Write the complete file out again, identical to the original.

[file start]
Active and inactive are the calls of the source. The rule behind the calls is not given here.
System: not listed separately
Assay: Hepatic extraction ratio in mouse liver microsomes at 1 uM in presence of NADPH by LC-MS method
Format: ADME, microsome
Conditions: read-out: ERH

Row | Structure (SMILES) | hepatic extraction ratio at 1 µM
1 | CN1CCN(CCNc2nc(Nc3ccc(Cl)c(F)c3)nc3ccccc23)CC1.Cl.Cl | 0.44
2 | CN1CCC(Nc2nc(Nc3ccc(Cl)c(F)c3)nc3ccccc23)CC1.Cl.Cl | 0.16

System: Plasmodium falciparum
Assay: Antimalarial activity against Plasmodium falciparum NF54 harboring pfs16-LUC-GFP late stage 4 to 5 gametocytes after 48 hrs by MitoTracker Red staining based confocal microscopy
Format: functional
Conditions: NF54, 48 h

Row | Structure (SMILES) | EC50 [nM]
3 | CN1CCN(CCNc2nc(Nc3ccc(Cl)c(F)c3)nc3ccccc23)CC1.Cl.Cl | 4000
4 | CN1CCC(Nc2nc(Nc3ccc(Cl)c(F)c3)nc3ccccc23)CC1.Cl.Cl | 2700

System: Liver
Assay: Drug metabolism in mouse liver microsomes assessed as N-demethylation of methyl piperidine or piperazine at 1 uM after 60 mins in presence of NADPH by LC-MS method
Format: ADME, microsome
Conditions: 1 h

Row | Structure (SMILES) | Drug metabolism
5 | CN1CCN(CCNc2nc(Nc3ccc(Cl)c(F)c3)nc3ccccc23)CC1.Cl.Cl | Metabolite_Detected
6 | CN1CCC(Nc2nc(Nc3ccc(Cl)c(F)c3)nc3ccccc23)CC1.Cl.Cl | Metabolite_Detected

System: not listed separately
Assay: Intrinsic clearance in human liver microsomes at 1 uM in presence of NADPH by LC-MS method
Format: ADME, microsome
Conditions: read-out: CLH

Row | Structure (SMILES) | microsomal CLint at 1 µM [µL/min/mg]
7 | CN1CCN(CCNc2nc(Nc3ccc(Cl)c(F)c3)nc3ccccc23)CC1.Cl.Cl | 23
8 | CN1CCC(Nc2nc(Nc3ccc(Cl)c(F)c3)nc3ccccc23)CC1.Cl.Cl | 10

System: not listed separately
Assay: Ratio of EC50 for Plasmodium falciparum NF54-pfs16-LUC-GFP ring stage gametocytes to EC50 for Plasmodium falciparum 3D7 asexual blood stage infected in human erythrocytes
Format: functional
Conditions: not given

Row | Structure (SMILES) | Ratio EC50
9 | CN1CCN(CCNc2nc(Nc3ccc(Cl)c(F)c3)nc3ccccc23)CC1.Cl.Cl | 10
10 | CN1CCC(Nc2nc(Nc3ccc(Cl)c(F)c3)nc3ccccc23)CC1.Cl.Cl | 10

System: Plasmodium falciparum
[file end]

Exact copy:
Active and inactive are the calls of the source. The rule behind the calls is not given here.
System: not listed separately
Assay: Hepatic extraction ratio in mouse liver microsomes at 1 uM in presence of NADPH by LC-MS method
Format: ADME, microsome
Conditions: read-out: ERH

Row | Structure (SMILES) | hepatic extraction ratio at 1 µM
1 | CN1CCN(CCNc2nc(Nc3ccc(Cl)c(F)c3)nc3ccccc23)CC1.Cl.Cl | 0.44
2 | CN1CCC(Nc2nc(Nc3ccc(Cl)c(F)c3)nc3ccccc23)CC1.Cl.Cl | 0.16

System: Plasmodium falciparum
Assay: Antimalarial activity against Plasmodium falciparum NF54 harboring pfs16-LUC-GFP late stage 4 to 5 gametocytes after 48 hrs by MitoTracker Red staining based confocal microscopy
Format: functional
Conditions: NF54, 48 h

Row | Structure (SMILES) | EC50 [nM]
3 | CN1CCN(CCNc2nc(Nc3ccc(Cl)c(F)c3)nc3ccccc23)CC1.Cl.Cl | 4000
4 | CN1CCC(Nc2nc(Nc3ccc(Cl)c(F)c3)nc3ccccc23)CC1.Cl.Cl | 2700

System: Liver
Assay: Drug metabolism in mouse liver microsomes assessed as N-demethylation of methyl piperidine or piperazine at 1 uM after 60 mins in presence of NADPH by LC-MS method
Format: ADME, microsome
Conditions: 1 h

Row | Structure (SMILES) | Drug metabolism
5 | CN1CCN(CCNc2nc(Nc3ccc(Cl)c(F)c3)nc3ccccc23)CC1.Cl.Cl | Metabolite_Detected
6 | CN1CCC(Nc2nc(Nc3ccc(Cl)c(F)c3)nc3ccccc23)CC1.Cl.Cl | Metabolite_Detected

System: not listed separately
Assay: Intrinsic clearance in human liver microsomes at 1 uM in presence of NADPH by LC-MS method
Format: ADME, microsome
Conditions: read-out: CLH

Row | Structure (SMILES) | microsomal CLint at 1 µM [µL/min/mg]
7 | CN1CCN(CCNc2nc(Nc3ccc(Cl)c(F)c3)nc3ccccc23)CC1.Cl.Cl | 23
8 | CN1CCC(Nc2nc(Nc3ccc(Cl)c(F)c3)nc3ccccc23)CC1.Cl.Cl | 10

System: not listed separately
Assay: Ratio of EC50 for Plasmodium falciparum NF54-pfs16-LUC-GFP ring stage gametocytes to EC50 for Plasmodium falciparum 3D7 asexual blood stage infected in human erythrocytes
Format: functional
Conditions: not given

Row | Structure (SMILES) | Ratio EC50
9 | CN1CCN(CCNc2nc(Nc3ccc(Cl)c(F)c3)nc3ccccc23)CC1.Cl.Cl | 10
10 | CN1CCC(Nc2nc(Nc3ccc(Cl)c(F)c3)nc3ccccc23)CC1.Cl.Cl | 10

System: Plasmodium falciparum